Yeah, so what is so virtuous about being virtual?  If you're a feminist, you might not think that one is virtuous by virtue of being a man, but all of the virtue words derive from "man", which in Latin is vir.  Men were the ones who displayed bravery and strength, at least conspicuously, back in Roman times, so the noun virtus, which literally could be said to mean "manliness", came to mean "bravery, strength, capacity".  Virtue, the English noun which derives ultimately from virtus, came from Old French vertu in the 13th century.  Virtual is almost as old, you may be surprised to learn, entering English in the 14th century.  It took on a slightly different meaning, however, deriving from the "capacity" sense of virtus, so that it meant "having power, in effect".  By the 17th century it took on its current meaning: "that which is in essence or effect, although not formally or actually".  It was that sense which developed further, in the computer age, to "not physically existing as such but made by software to appear to do so from the point of view of the program or the user."

Virtuous simply meant "displaying bravery or strength", but was then extended to mean "acting with moral rectitude", presumably because bravery and strength were highly-esteemed qualities.  Virtuoso, on the other hand, followed the "capable" route, not unlike virtual.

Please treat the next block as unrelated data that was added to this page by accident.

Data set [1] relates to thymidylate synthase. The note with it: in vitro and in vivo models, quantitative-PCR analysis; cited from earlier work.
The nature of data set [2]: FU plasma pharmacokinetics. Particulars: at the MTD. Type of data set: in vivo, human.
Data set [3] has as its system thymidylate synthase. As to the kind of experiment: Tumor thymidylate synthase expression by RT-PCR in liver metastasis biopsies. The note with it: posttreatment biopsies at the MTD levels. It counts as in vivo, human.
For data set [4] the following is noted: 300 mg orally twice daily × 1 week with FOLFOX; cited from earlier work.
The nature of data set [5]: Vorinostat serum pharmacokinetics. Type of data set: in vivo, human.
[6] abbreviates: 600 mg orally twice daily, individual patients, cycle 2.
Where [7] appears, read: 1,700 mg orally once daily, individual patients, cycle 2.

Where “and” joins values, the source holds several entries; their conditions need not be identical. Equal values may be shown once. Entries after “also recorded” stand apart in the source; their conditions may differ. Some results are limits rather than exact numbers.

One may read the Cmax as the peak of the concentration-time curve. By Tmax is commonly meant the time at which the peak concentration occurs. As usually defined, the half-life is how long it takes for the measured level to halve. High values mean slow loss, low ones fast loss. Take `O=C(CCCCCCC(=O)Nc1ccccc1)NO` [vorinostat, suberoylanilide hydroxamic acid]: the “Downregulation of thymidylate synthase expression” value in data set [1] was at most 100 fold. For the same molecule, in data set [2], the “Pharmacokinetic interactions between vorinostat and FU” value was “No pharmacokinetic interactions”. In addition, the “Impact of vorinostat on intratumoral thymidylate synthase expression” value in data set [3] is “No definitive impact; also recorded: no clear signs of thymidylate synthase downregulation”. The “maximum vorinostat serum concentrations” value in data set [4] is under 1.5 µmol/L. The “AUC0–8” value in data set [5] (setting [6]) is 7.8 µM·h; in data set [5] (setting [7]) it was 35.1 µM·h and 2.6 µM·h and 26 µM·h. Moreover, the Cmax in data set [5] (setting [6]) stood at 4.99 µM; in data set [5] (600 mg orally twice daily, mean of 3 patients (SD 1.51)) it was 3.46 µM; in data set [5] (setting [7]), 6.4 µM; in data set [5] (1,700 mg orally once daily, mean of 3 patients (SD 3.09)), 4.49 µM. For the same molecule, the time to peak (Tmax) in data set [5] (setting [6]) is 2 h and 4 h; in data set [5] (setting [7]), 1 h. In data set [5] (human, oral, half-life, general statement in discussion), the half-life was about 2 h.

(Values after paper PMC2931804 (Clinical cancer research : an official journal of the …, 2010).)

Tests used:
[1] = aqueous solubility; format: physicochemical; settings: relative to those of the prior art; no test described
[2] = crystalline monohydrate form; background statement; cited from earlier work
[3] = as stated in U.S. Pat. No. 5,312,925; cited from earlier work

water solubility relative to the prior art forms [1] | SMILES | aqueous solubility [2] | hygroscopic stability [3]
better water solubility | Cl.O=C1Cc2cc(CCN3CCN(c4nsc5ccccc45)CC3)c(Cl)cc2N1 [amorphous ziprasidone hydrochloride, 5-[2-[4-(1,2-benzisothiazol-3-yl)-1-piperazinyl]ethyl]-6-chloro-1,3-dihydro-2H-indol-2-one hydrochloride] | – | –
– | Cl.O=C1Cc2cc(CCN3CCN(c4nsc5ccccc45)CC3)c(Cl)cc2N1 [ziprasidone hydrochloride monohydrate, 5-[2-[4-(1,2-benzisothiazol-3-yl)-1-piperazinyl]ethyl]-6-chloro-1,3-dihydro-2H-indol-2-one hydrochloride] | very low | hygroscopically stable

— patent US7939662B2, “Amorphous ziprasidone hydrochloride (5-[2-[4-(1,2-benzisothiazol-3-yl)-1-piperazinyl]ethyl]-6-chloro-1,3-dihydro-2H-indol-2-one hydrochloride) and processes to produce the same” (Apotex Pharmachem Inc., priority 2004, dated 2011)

curmdgeon.GIF (1254 bytes) Curmudgeons' Corner

wherein Barb Dwyer refuses to

associate

I was recently required to complete a form about my employment which asked who I reported to and who my associates were.  Now, the first one was easy, they wanted my manager's name, but who are my associates?  My inclination was to list all the colleagues who also reported to my manager.  Wrong!  In today's terminology, associate means "underling".

When this change of meaning came about, I have no clue.  All the latest dictionaries still maintain that an associate is one who is "united to another by community of interest, and shares with him in enterprise, business, or action" or "an intimate acquaintance, a companion".  I'm sure that the latter meaning is not intended in this context... the "associate" who served me today in Long's drugstore works there for wages, not companionship.  At least the first definition is in the right ballpark, it does speak of "business".  But, if we apply this definition an associate should be a partner, not an employee.